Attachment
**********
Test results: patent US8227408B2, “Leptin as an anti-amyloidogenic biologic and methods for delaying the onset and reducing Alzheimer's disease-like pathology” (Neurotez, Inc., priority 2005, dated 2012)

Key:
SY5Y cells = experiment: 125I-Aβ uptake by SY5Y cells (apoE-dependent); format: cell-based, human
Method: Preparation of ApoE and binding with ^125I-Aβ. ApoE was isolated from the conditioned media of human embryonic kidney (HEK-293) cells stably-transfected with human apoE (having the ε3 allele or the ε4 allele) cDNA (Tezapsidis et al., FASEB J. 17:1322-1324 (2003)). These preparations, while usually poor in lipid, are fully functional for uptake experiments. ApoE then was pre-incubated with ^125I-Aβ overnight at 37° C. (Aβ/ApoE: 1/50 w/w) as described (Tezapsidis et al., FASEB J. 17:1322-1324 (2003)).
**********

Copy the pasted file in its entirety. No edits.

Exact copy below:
Test results: patent US8227408B2, “Leptin as an anti-amyloidogenic biologic and methods for delaying the onset and reducing Alzheimer's disease-like pathology” (Neurotez, Inc., priority 2005, dated 2012)

Key:
SY5Y cells = experiment: 125I-Aβ uptake by SY5Y cells (apoE-dependent); format: cell-based, human
Method: Preparation of ApoE and binding with ^125I-Aβ. ApoE was isolated from the conditioned media of human embryonic kidney (HEK-293) cells stably-transfected with human apoE (having the ε3 allele or the ε4 allele) cDNA (Tezapsidis et al., FASEB J. 17:1322-1324 (2003)). These preparations, while usually poor in lipid, are fully functional for uptake experiments. ApoE then was pre-incubated with ^125I-Aβ overnight at 37° C. (Aβ/ApoE: 1/50 w/w) as described (Tezapsidis et al., FASEB J. 17:1322-1324 (2003)).